Greetings. I'm Pete. You may or may not be a regular reader of my work. Either way, welcome to my little spot on the internet. My role in the financial world is pretty simple: protect people from themselves. Your job, as a parent of a high school student, is to help that student make the best decisions during some of the most vital years of their lives.
There is no bigger decision than trying to decide what to do after high school. I hope that you have highlighted the importance of higher education to your student. A post-secondary degree CAN open doors for them. The operative word here is CAN. And this is where our conversation needs to begin. An education does not guarantee employment. An education does not guarantee ambition. An education, the cost of an education to be exact, can actually ruin your young adult's financial life.
If our relationship just started (if you are a new reader), then chances are I just angered you within minutes of you learning of my existence. For this, I'm not sorry. If you let your student blindly buy an expensive college education, then shame on you. No seriously, shame on you. I'm not suggesting that you should pay for their education. Nor am I suggesting that you have failed in any way, shape, or form if you have failed to save for their education. In fact, you may actually feel guilty if you have not pre-funded their education. I can't make those feelings go away. It is what it is. But DO NOT, under any circumstance, dig a deeper hole by allowing your student to mortgage their financial future via student loans. And for that matter, you should not take out loans for their education either.
The solution IS NOT to forego post-secondary education. The solution IS to lessen the cost of said education. The $75,000 question is: how in the heck do you do this? Very strategically. More on this in a moment. But first, let's chat a bit more about student loans.
There is a popular sentiment circulating that suggests a student should never take out more total student loans than what their first year salary will pay them upon graduation. As an example, let’s say their first year salary upon graduation is $40,000. If they were to follow this popular suggestion, then they would feel comfortable taking student loans up to $40,000. Based on a 5% interest rate and a ten year payback period, upon graduation their student loan payment would be $424.26 per month. That is 17% of their take-home pay in their first year. That is completely unacceptable. They don’t have to put themselves through this. Yet, according to the statistics, over 70% of private school graduates may be faced with this very situation. Say no to all of this garbage. Help your student AVOID STUDENT LOANS altogether. There’s a better a way. There’s a smarter way. And you are about to learn it. Don’t let them ruin the first 10 years of their lives after graduation paying for something that they didn’t need to borrow money for in the first place. It’s ridiculous.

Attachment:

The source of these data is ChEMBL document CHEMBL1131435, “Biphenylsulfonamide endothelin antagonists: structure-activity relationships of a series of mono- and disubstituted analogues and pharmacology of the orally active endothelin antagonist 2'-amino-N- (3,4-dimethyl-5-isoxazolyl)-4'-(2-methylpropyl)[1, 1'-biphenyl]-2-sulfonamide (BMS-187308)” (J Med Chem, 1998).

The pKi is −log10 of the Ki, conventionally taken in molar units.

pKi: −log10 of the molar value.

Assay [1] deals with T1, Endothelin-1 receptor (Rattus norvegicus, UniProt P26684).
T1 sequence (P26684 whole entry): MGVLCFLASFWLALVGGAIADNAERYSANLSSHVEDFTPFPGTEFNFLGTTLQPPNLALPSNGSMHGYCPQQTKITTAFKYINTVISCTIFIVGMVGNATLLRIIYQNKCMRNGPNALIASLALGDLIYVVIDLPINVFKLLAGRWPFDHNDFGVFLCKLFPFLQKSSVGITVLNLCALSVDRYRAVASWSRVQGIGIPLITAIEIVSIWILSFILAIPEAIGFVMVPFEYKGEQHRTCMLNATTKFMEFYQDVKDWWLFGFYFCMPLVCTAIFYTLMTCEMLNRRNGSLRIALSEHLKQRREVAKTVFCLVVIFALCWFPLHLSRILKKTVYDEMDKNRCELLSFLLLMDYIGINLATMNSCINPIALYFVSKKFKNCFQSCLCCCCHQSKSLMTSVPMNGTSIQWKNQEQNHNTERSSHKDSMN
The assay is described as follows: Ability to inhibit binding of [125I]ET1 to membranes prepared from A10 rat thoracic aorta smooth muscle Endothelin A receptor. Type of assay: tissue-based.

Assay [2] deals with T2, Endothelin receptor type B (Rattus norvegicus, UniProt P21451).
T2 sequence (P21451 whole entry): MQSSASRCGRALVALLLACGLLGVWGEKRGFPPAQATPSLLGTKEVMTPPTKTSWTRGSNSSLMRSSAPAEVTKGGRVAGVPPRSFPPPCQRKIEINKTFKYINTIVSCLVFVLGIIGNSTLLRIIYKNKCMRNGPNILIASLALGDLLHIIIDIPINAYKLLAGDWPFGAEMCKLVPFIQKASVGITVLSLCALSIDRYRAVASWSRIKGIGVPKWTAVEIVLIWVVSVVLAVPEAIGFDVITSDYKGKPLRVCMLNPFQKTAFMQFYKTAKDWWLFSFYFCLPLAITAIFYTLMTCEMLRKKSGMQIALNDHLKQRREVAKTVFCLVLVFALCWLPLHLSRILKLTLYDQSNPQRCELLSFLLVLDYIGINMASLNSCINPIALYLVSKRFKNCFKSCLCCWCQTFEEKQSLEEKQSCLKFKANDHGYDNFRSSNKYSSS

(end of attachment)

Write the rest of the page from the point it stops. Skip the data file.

There are several ways to decrease the cost of a college education while avoiding student loans. One of the most significant cost-cutting measures is to secure college credits while your student is still in high school. In some instances, acquiring college credits while in high school, from the high school, will result in over a 90% discount on tuition. You read that right. With early and proper planning, you can eliminate thousands of dollars worth of potential student loans. Check out the tuition fee schedules from Indiana University. The first is the credit hour fee schedule for IU Bloomington. It shows that the cost of a credit hour, for a college student, is $263.45 per credit hour. The second is the credit hour fee schedule for Indiana University's ACP (Advance College Project). This is a program that allows high school students to take high school courses - for college credit. According to the schedule, your student can gain college credit for just $25 per credit hour. Um, yeah. Many high schools and universities all across the country have programs similar to this. It's about time that you take a serious look at them.
There's more. And that's why I wrote a book about it. Avoid Student Loans: A guide for maximizing scholarship earnings and making smart financial decisions during college. I wrote the book along with Aaron Martin. He was able to practice exactly what this book preaches, and SIGNIFICANTLY reduce the cost of his education. The book is written for your student, but you obviously would benefit from reading it too.
How's our relationship now? I angered you, then taught you one small way to lessen the cost of your student's education. Want to continue the relationship? Feel free to come back to this site every day. Want to take it to the next level? Buy the book.
Your (new) buddy,